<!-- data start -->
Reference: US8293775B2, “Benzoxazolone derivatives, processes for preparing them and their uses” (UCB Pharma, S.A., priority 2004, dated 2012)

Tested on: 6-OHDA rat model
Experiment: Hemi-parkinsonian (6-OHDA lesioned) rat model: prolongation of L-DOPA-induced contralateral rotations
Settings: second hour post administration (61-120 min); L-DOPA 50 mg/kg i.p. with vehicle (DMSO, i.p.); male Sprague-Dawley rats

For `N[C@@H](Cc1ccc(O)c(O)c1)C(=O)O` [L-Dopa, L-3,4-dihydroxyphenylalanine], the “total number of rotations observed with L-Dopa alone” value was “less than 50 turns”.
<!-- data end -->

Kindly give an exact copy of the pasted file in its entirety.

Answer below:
Reference: US8293775B2, “Benzoxazolone derivatives, processes for preparing them and their uses” (UCB Pharma, S.A., priority 2004, dated 2012)

Tested on: 6-OHDA rat model
Experiment: Hemi-parkinsonian (6-OHDA lesioned) rat model: prolongation of L-DOPA-induced contralateral rotations
Settings: second hour post administration (61-120 min); L-DOPA 50 mg/kg i.p. with vehicle (DMSO, i.p.); male Sprague-Dawley rats

For `N[C@@H](Cc1ccc(O)c(O)c1)C(=O)O` [L-Dopa, L-3,4-dihydroxyphenylalanine], the “total number of rotations observed with L-Dopa alone” value was “less than 50 turns”.